Fix your process, don’t manage it

There are lots of bug/issue tracking systems in existence. For example, Wikipedia’s comparison of bug and issue tracking software scrolls to 15 full screens on my computer. If you look at that list, in addition to licensing, system requirements, etc., one way these apps are classified is whether or not they support a customizable workflow. Many of them are called out for features such as “extensive workflow”.

I have no doubt that a customizable workflow is important. But I think it’s a smell when heavy workflow customization is an important feature of bug tracking software. These features are only really important when you’re using the tool to manage a complex process. Rather than finding something to help you manage a complex process, simplify it.

Let’s consider a fairly typical workflow.

  1. A defect or feature request comes in. It is marked as “high priority”, as they always are.
  2. Someone investigates it and either addresses it, rejects it, or validates it.
  3. A fight ensues over whether it’s a defect or new feature.
  4. Someone decides how to schedule this – slate it for a future release, fix it immediately, or leave it open indefinitely?
  5. A developer gets assigned to work on it.
  6. The developer tries to fit this in with the fifteen other things he’s working on, and ultimately either makes his own decision or asks his boss, who tells him that everything is priority 1.
  7. The developer investigates the issue, changes the code, tests it, commits it, and gets on to the remaining fifteen priority 1 issues.
  8. A tester picks up the change, looks at the ticket, comes up with his interpretation of the need, and tests the developers code.
  9. The documentation specialist picks up the change, looks at the ticket, comes up with his interpretation, writes a document, calls the developers, rewrites the document.
  10. Repeat for the next issue.

Keep in mind, even this is a fairly simple workflow. We didn’t get into UAT, performance testing, integration, build and release management, etc. But it’s still far too complex.

Along the way, the issue tracking tool can gather metrics on how long the issue spent in a variety of states, perform automated routing and resolution based on many factors, and spam the world every time the issue’s status changes.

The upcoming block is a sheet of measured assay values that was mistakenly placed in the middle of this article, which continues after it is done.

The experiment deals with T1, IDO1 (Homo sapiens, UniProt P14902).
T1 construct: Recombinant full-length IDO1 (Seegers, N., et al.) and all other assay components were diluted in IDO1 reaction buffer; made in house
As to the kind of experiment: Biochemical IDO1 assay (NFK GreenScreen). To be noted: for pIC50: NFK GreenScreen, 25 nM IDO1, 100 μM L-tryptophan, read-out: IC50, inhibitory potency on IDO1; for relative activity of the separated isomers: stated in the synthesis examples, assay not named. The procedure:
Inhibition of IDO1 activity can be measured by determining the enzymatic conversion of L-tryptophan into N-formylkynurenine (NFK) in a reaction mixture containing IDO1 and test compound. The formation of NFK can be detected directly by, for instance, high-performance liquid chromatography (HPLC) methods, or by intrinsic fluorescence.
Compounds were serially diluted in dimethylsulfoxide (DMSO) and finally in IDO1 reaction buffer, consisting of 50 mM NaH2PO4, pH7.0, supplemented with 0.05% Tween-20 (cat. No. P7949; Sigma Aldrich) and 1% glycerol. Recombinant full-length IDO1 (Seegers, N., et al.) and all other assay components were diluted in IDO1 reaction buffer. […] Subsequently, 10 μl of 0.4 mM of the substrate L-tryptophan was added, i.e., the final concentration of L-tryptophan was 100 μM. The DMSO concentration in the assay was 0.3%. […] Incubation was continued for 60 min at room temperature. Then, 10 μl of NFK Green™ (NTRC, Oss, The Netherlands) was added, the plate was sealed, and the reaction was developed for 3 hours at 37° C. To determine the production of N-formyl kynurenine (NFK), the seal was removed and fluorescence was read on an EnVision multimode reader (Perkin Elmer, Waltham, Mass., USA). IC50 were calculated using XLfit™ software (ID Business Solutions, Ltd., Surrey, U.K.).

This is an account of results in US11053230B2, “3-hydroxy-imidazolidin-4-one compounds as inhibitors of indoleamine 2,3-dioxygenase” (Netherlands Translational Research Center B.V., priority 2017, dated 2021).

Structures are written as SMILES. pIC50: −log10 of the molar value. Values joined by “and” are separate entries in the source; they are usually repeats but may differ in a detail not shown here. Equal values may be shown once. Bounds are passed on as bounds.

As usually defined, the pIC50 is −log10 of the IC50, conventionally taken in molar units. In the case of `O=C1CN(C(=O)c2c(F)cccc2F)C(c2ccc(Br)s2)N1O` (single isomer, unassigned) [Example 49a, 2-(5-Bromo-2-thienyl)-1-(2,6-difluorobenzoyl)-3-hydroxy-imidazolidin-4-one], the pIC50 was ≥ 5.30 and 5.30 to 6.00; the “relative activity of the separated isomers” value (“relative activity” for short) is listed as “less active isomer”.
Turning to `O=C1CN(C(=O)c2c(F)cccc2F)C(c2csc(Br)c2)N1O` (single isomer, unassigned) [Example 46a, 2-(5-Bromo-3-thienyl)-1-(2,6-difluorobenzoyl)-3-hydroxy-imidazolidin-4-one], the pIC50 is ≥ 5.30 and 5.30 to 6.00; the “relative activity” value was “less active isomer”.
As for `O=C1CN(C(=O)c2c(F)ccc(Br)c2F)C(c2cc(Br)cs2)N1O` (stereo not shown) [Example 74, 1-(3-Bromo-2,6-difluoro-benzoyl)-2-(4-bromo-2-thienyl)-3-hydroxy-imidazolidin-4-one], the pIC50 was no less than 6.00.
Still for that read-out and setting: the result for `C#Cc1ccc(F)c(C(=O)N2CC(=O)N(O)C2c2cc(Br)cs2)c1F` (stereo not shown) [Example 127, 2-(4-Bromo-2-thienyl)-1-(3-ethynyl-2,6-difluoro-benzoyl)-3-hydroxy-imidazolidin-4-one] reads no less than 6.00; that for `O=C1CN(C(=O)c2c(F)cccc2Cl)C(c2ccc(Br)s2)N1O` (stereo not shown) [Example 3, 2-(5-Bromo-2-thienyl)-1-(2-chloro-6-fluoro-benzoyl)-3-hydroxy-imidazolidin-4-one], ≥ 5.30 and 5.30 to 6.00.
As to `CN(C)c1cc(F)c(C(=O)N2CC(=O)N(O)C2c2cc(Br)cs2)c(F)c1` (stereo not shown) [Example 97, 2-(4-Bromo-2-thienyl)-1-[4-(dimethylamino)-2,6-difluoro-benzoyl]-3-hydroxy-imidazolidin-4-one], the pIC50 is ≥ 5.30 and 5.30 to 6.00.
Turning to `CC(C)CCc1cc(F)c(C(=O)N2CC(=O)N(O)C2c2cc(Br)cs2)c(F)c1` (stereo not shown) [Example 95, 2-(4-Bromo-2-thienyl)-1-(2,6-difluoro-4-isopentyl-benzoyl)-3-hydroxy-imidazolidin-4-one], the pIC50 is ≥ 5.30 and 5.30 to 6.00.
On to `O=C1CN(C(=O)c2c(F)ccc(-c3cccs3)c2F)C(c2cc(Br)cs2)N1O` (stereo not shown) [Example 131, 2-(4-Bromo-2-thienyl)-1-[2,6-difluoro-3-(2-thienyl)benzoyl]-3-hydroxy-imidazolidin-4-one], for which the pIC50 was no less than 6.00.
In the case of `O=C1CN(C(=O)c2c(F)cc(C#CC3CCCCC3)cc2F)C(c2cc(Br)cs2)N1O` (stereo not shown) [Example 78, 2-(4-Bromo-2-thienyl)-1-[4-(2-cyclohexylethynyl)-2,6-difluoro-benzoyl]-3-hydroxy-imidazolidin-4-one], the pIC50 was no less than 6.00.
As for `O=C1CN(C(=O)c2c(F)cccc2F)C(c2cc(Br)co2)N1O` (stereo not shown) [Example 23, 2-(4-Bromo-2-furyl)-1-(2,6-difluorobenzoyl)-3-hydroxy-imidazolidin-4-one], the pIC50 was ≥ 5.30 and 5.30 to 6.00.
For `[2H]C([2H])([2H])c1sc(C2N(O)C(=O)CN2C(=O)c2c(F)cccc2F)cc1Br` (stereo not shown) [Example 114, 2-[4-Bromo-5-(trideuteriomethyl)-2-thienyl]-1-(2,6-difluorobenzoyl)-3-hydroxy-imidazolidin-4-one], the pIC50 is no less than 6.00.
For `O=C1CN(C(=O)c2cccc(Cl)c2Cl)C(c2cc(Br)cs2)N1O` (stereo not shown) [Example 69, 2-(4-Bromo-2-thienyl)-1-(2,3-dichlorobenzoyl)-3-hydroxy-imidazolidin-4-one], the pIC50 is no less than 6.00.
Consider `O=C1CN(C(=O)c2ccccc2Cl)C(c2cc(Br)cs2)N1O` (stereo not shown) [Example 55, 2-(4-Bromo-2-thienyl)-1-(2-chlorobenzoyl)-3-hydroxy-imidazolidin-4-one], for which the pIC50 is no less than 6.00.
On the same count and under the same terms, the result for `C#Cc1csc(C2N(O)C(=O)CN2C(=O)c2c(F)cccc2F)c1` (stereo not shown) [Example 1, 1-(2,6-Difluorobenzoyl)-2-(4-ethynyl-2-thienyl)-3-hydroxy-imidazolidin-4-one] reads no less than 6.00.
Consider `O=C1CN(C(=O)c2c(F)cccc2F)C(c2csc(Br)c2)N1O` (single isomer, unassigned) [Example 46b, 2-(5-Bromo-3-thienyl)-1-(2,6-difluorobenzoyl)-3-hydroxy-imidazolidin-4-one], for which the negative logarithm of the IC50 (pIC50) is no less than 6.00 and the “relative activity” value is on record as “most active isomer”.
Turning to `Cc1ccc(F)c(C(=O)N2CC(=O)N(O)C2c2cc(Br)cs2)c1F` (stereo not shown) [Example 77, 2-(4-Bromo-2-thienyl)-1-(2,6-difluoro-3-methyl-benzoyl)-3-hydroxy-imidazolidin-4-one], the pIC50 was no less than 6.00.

Instead of finding a suitable configurable and sophisticated tool to manage this process, focus on simplifying it. Treat exceptions as exceptional, and don’t worry about a process and tool that can handle every imaginable scenario, regardless how rare. Use a simple process. Remember that code is written, tested, and documented by actual people, and help them work together. Hold them all responsible for the results.

Why I’m Passionate about Software Development

Software development seems to be an odd thing to be passionate about. We developers don’t exactly have a reputation for being passionate sorts of people – we’re in sort of the same category as accountants. Yes, it’s a good job, and sometimes interesting, but something to be passionate about?

I am passionate about software because coding is an inherently creative thing to do. More than almost any other profession, we can create ex nihilo. We’re really alone among the engineering and science disciplines in our power to create – engineers are at least constrained by such mundane factors as the laws of physics. We aren’t, in general. As Frederick Brooks observed

“The programmer, like the poet, works only slightly removed from pure thought-stuff. He builds his castles in the air, from air, creating by exertion of the imagination.”

Only writers and artists can approach our ability to create. This is exciting to me. When I start coding, nothing existed there before. Then I work, and I change the world, even if just a very small piece.

Closely related to this, coding gives us an opportunity to perfect and demonstrate our craftsmanship, without being bothered with annoyances such as the physical world. Make a mistake while carving and you’ll have a tough time fixing it. Make a mistake while coding, and you can undo it. Nothing to paint over, nothing to sand out.

Creativity and crafstmanship are things to value, things even to be passionate about.